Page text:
Law and politics
Courts interpret the law in the context of particular cases. These courts are themselves an integral part of the law they interpret and how they interpret the law is part is the law itself. This goes by the name of Judicial interpretation or, more narrowly, Statutory interpretation.
There a multitude of different techniques for doing so; including the plain meaning rule (or strict constructionism as its called when applied to the US constitution) that your question is concerned with. This rule was explained in The Sussex Peerage Case (1844; 11 Cl&Fin 85):
Acts should be construed according to the intent of Parliament. If the words are clear no more can be done than to use their natural meaning. The words alone do declare the intention of the lawgiver.
If the words of the statute are in themselves precise and unambiguous, then no more can be necessary than to expound those words in their natural and ordinary sense. The words themselves alone do, in such case, best declare the intention of the lawgiver.
The limitations of this were illustrated in Whiteley v. Chappel (1868; LR 4 QB 147). A statute made it an offence 'to impersonate any person entitled to vote.' The defendant used the vote of a dead man. The statute relating to voting rights required a person to be living in order to be entitled to vote. The defendant was therefore acquitted.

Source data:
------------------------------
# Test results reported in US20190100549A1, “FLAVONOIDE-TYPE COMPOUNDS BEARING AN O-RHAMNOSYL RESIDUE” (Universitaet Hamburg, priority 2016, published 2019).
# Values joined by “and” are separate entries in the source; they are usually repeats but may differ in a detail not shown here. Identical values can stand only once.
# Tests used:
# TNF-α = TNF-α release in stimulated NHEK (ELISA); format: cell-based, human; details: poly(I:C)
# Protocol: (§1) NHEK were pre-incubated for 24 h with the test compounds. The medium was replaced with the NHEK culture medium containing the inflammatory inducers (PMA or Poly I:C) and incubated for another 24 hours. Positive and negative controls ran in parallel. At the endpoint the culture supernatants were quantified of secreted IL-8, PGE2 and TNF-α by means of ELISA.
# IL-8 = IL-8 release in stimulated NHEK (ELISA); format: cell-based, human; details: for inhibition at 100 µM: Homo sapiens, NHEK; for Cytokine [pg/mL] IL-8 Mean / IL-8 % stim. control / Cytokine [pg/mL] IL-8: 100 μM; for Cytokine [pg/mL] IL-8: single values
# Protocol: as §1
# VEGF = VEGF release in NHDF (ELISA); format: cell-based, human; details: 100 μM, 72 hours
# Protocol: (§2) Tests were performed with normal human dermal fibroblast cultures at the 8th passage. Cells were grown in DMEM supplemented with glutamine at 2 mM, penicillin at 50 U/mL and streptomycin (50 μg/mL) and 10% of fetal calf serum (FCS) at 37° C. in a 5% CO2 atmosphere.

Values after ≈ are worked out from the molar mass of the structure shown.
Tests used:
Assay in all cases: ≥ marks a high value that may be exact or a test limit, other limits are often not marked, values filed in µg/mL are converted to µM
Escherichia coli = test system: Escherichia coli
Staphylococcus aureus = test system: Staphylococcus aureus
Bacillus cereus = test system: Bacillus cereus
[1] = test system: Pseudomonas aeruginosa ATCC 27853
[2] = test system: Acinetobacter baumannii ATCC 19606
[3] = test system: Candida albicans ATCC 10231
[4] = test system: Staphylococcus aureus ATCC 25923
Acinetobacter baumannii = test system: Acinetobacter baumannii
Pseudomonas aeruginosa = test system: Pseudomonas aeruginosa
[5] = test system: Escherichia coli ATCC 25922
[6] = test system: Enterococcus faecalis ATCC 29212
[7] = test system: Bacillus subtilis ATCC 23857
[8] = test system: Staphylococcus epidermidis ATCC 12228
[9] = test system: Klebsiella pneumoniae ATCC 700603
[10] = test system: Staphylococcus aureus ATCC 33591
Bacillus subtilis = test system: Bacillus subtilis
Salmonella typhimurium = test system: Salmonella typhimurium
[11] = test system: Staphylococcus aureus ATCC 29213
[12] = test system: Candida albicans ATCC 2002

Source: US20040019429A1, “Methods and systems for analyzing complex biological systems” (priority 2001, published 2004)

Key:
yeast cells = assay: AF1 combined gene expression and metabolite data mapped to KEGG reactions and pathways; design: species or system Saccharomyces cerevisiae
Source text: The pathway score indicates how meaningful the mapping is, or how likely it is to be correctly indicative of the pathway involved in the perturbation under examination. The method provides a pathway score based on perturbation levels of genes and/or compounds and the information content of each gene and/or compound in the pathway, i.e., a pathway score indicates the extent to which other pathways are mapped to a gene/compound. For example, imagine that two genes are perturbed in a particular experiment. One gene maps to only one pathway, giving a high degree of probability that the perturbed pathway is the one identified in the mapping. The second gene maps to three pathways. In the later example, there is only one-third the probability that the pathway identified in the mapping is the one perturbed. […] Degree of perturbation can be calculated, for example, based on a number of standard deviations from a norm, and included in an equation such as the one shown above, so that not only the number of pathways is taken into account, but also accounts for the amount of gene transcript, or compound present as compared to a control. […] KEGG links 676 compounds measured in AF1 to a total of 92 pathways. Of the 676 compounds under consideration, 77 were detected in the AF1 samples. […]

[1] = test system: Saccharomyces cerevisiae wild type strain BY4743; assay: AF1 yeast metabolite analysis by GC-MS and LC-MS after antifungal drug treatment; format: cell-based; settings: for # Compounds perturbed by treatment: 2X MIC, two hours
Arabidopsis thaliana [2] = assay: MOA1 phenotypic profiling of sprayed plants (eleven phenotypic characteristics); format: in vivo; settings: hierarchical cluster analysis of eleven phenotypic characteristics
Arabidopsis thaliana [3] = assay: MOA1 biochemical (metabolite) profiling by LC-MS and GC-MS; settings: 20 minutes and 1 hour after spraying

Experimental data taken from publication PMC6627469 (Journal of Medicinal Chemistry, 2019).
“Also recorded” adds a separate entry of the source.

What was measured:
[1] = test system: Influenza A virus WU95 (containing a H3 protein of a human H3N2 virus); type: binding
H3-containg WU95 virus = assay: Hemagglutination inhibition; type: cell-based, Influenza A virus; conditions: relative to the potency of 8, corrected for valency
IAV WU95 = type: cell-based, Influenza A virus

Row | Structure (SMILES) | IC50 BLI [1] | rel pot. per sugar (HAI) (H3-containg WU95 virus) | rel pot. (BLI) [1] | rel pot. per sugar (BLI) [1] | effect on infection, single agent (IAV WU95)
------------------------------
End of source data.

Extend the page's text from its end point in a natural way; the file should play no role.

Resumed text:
The advantages of the literal rule are that it:
Restricts the role of the judge
Provides no scope for judges to use their own opinions or prejudices
Upholds the separation of powers
Recognises Parliament as the supreme law maker
The disadvantages are that it:
Can lead to injustice (see London and North Eastern Railway v Berriman  AC 278,
creates weird precedents which only a higher court or parliament can correct,
(wrongly) assumes that written English is plain, unambiguous and immutable in meaning over time,
it does little to dissuade the opinion of the public that the law is a ass as Dicken's Mr Bumble observed when told that the law supposed that he directed the activities of his wife.
Nevertheless, this is still the first port of call for a judge - assume the law says what it means and means what it says. Only if that leads you into absurdity, injustice, contradiction or thwarting the stated intent of parliament do you apply other rules of construction.
However, the law is self-correcting (to an extent) and a litigant unhappy with a judge's interpretation of the law can appeal and get other judges to decide if the first judge was correct or not. Failing that, faced with a string of cases with absurd or perverse outcomes, parliament can change the law; indeed, I have read more than one judgement (usually of appellate courts) where the judge(s) have explicitly called on parliament to do so.